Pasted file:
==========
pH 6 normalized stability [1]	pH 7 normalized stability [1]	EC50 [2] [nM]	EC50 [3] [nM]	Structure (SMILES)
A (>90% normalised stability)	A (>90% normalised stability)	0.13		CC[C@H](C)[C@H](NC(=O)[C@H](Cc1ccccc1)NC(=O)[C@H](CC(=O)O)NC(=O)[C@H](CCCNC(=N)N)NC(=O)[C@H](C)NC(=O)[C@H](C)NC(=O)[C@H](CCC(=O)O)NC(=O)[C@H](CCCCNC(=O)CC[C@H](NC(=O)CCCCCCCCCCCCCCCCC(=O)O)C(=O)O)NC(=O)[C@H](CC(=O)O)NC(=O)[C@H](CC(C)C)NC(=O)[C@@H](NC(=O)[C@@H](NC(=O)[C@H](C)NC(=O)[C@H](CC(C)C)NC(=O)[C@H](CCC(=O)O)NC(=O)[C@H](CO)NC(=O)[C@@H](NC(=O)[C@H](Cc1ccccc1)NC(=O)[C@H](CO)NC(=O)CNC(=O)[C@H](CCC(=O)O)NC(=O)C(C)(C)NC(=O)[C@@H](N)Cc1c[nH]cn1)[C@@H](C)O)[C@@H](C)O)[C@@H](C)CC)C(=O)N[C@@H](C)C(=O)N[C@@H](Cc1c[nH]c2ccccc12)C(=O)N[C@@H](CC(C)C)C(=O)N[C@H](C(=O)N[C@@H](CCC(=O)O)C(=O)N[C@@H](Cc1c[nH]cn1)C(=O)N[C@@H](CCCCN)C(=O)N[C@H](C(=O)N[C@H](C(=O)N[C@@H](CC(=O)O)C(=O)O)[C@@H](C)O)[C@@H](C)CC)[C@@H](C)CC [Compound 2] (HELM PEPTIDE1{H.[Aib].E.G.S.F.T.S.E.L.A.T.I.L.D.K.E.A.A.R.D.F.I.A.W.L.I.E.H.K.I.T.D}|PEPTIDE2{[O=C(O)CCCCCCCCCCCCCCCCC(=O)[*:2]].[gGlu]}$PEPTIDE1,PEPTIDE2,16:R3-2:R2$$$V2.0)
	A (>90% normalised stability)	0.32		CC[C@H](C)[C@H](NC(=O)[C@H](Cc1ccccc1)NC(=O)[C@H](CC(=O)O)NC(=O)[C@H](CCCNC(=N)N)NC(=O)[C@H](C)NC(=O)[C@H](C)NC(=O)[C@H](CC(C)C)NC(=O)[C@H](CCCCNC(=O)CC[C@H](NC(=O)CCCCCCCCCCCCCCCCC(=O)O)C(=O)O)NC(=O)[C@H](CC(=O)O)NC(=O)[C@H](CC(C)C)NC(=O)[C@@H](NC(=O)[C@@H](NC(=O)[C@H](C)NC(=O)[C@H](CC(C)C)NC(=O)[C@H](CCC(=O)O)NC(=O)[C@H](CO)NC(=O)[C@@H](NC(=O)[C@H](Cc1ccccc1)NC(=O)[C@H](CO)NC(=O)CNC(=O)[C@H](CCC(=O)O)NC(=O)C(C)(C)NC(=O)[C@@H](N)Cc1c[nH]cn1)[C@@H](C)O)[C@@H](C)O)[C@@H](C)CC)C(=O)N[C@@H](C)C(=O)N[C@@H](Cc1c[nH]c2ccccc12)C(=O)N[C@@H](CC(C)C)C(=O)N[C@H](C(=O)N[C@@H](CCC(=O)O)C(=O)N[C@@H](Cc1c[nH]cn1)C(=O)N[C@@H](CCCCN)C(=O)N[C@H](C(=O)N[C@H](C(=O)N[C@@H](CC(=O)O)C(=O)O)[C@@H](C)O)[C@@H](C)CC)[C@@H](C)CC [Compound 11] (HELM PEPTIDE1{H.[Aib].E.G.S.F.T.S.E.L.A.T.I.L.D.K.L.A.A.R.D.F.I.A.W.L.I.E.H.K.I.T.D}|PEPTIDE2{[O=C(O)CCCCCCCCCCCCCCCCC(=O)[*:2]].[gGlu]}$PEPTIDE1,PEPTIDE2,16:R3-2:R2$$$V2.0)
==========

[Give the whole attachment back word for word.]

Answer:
pH 6 normalized stability [1]	pH 7 normalized stability [1]	EC50 [2] [nM]	EC50 [3] [nM]	Structure (SMILES)
A (>90% normalised stability)	A (>90% normalised stability)	0.13		CC[C@H](C)[C@H](NC(=O)[C@H](Cc1ccccc1)NC(=O)[C@H](CC(=O)O)NC(=O)[C@H](CCCNC(=N)N)NC(=O)[C@H](C)NC(=O)[C@H](C)NC(=O)[C@H](CCC(=O)O)NC(=O)[C@H](CCCCNC(=O)CC[C@H](NC(=O)CCCCCCCCCCCCCCCCC(=O)O)C(=O)O)NC(=O)[C@H](CC(=O)O)NC(=O)[C@H](CC(C)C)NC(=O)[C@@H](NC(=O)[C@@H](NC(=O)[C@H](C)NC(=O)[C@H](CC(C)C)NC(=O)[C@H](CCC(=O)O)NC(=O)[C@H](CO)NC(=O)[C@@H](NC(=O)[C@H](Cc1ccccc1)NC(=O)[C@H](CO)NC(=O)CNC(=O)[C@H](CCC(=O)O)NC(=O)C(C)(C)NC(=O)[C@@H](N)Cc1c[nH]cn1)[C@@H](C)O)[C@@H](C)O)[C@@H](C)CC)C(=O)N[C@@H](C)C(=O)N[C@@H](Cc1c[nH]c2ccccc12)C(=O)N[C@@H](CC(C)C)C(=O)N[C@H](C(=O)N[C@@H](CCC(=O)O)C(=O)N[C@@H](Cc1c[nH]cn1)C(=O)N[C@@H](CCCCN)C(=O)N[C@H](C(=O)N[C@H](C(=O)N[C@@H](CC(=O)O)C(=O)O)[C@@H](C)O)[C@@H](C)CC)[C@@H](C)CC [Compound 2] (HELM PEPTIDE1{H.[Aib].E.G.S.F.T.S.E.L.A.T.I.L.D.K.E.A.A.R.D.F.I.A.W.L.I.E.H.K.I.T.D}|PEPTIDE2{[O=C(O)CCCCCCCCCCCCCCCCC(=O)[*:2]].[gGlu]}$PEPTIDE1,PEPTIDE2,16:R3-2:R2$$$V2.0)
	A (>90% normalised stability)	0.32		CC[C@H](C)[C@H](NC(=O)[C@H](Cc1ccccc1)NC(=O)[C@H](CC(=O)O)NC(=O)[C@H](CCCNC(=N)N)NC(=O)[C@H](C)NC(=O)[C@H](C)NC(=O)[C@H](CC(C)C)NC(=O)[C@H](CCCCNC(=O)CC[C@H](NC(=O)CCCCCCCCCCCCCCCCC(=O)O)C(=O)O)NC(=O)[C@H](CC(=O)O)NC(=O)[C@H](CC(C)C)NC(=O)[C@@H](NC(=O)[C@@H](NC(=O)[C@H](C)NC(=O)[C@H](CC(C)C)NC(=O)[C@H](CCC(=O)O)NC(=O)[C@H](CO)NC(=O)[C@@H](NC(=O)[C@H](Cc1ccccc1)NC(=O)[C@H](CO)NC(=O)CNC(=O)[C@H](CCC(=O)O)NC(=O)C(C)(C)NC(=O)[C@@H](N)Cc1c[nH]cn1)[C@@H](C)O)[C@@H](C)O)[C@@H](C)CC)C(=O)N[C@@H](C)C(=O)N[C@@H](Cc1c[nH]c2ccccc12)C(=O)N[C@@H](CC(C)C)C(=O)N[C@H](C(=O)N[C@@H](CCC(=O)O)C(=O)N[C@@H](Cc1c[nH]cn1)C(=O)N[C@@H](CCCCN)C(=O)N[C@H](C(=O)N[C@H](C(=O)N[C@@H](CC(=O)O)C(=O)O)[C@@H](C)O)[C@@H](C)CC)[C@@H](C)CC [Compound 11] (HELM PEPTIDE1{H.[Aib].E.G.S.F.T.S.E.L.A.T.I.L.D.K.L.A.A.R.D.F.I.A.W.L.I.E.H.K.I.T.D}|PEPTIDE2{[O=C(O)CCCCCCCCCCCCCCCCC(=O)[*:2]].[gGlu]}$PEPTIDE1,PEPTIDE2,16:R3-2:R2$$$V2.0)